All in all, the ladies look lovely, and you can't deny the costumes are a lot of fun. But their characters are flat. And while watching Scarjo and Jackson prance about in SS Uniforms at the expense of some poor kitties is a really funny, demented scene, it in no way shape or form makes up for the rest of the film. The green-screen really takes its toll on the actors. You can clearly tell which sequences were shot separately, or together. The film is left feeling disjointed, and perhaps that's what's to blame for the missing connection with the audience.

When Is Too Much Crazy A Bad Thing?

The final question I was left with was: Who is going to go see this film? I can't imagine hardcore Will Eisner fans wanting to see a Sin City-esque adaptation of their beloved Spirit, and it's not mainstream enough to pull in a wide audience.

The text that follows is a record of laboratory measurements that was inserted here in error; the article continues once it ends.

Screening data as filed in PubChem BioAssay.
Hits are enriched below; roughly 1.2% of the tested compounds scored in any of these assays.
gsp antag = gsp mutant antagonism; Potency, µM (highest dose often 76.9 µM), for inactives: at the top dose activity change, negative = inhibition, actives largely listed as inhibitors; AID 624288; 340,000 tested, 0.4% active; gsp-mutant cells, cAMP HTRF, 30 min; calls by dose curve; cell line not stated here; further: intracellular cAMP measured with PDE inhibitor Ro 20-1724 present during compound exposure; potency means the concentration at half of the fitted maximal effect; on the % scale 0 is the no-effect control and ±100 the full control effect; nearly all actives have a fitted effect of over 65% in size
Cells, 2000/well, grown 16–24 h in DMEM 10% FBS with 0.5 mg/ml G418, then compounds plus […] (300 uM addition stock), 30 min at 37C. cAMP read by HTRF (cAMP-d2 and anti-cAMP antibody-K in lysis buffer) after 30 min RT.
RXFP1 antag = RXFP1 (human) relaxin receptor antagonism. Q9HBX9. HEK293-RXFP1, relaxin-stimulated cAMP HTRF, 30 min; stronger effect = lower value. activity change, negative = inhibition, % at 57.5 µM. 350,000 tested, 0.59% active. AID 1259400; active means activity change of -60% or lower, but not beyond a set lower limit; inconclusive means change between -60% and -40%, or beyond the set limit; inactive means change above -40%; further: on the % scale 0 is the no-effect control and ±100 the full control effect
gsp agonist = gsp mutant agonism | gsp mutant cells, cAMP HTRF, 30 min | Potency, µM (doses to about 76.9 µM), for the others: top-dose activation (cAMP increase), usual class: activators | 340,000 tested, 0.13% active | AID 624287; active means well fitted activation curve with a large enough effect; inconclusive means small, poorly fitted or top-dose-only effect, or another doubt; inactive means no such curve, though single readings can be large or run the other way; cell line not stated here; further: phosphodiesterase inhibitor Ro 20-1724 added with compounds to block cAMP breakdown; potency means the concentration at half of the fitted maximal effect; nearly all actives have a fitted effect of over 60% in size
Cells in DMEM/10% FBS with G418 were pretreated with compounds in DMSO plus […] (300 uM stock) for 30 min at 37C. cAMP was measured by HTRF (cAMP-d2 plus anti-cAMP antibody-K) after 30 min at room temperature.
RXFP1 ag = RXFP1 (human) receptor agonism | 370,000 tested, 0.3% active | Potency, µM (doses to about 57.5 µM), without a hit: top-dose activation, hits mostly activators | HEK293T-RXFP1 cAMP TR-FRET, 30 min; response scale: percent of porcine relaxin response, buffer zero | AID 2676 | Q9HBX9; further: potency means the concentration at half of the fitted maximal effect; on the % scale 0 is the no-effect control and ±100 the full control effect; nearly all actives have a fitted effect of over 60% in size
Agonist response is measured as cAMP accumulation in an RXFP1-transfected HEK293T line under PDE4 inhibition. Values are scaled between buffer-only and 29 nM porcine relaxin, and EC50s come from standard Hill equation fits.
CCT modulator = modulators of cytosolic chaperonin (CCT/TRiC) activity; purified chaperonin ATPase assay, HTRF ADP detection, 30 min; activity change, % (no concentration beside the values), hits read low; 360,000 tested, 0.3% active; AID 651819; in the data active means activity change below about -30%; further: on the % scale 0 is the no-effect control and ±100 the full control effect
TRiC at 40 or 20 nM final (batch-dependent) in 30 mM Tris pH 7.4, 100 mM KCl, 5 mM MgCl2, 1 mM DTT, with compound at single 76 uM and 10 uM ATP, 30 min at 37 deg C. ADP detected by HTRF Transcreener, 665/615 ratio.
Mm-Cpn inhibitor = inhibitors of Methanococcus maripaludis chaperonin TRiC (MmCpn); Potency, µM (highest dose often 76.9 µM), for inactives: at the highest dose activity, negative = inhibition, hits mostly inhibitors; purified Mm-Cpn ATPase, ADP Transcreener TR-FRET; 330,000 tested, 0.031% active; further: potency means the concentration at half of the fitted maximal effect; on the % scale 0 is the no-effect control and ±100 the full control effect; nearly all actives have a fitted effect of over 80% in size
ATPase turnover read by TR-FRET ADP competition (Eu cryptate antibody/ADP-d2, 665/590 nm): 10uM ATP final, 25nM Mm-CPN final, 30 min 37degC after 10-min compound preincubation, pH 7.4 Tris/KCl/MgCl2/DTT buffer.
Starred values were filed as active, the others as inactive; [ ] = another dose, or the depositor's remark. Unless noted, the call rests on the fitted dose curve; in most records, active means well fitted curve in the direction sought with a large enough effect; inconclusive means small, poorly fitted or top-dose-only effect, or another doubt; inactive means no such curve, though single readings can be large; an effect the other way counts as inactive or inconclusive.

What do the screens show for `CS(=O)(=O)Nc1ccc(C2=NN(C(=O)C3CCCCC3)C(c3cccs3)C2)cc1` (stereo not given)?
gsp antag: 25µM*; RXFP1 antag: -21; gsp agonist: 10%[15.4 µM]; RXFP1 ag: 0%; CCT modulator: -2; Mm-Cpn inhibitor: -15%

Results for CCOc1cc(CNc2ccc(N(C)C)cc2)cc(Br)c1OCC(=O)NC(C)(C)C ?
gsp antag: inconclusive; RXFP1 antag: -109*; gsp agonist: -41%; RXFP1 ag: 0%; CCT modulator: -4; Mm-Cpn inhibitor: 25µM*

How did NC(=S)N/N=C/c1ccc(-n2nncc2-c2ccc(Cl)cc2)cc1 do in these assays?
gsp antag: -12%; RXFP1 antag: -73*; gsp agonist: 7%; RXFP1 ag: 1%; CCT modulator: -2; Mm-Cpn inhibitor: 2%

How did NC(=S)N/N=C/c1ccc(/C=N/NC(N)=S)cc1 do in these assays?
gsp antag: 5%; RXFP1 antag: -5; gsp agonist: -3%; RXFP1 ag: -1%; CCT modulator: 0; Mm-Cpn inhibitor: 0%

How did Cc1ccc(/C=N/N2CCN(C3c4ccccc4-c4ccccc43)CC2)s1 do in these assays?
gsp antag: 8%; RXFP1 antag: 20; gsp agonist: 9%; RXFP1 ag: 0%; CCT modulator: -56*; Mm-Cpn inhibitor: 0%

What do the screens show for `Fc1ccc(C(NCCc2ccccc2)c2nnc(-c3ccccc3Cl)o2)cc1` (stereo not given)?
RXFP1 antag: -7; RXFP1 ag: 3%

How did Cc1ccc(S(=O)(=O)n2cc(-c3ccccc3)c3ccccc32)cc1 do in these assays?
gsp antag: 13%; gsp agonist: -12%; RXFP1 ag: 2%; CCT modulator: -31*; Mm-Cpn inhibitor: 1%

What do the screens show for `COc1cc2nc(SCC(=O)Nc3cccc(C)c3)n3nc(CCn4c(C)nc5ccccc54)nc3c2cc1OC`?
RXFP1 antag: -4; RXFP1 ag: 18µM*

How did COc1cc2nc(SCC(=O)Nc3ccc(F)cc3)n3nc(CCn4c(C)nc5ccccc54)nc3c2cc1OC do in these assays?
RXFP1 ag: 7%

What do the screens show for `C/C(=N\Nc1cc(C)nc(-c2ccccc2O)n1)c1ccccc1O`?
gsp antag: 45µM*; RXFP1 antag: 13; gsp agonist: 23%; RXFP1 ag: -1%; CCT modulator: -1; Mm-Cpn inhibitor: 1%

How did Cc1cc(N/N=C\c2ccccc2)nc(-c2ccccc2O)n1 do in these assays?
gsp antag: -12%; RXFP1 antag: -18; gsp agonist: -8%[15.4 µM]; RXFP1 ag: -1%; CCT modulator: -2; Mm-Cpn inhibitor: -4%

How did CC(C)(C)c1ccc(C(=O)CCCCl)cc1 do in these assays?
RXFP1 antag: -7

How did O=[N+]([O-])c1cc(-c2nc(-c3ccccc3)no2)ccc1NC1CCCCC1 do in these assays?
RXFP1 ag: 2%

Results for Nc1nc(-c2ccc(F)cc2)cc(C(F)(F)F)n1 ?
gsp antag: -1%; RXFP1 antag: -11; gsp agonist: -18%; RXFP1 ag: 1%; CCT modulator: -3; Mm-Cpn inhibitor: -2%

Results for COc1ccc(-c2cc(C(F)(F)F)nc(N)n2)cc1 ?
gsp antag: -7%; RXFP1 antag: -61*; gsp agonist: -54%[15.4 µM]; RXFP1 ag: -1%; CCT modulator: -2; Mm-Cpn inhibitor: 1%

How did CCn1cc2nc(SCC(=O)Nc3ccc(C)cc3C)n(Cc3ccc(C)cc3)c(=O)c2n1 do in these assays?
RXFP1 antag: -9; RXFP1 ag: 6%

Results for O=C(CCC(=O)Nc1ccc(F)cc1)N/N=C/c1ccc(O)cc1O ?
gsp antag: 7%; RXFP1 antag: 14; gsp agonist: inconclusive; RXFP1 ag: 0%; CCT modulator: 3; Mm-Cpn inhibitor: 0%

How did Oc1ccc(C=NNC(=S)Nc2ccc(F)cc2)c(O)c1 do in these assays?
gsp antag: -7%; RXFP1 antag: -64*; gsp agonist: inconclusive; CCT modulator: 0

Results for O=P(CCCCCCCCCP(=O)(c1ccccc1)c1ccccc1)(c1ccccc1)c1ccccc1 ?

Bottom line: it's a hero no one really knows anything about, and not even Scarjo's lady lumps will be enough to pull in real numbers. So what is it? A giant ad for Bulgari jewels? The Spirit is so wrapped up in being a monochrome, funny-ha-ha, camp film, it forgot to include character development and plot that might bring in a wider audience. With a few more edits and people above Miller checking the direction and flow of this film, this could have been the new cult bad movie I've been looking for. But as it stands now, The Spirit is a parody of this mans appeal, and not in a good way. Frank Miller out-Frank-Millered himself.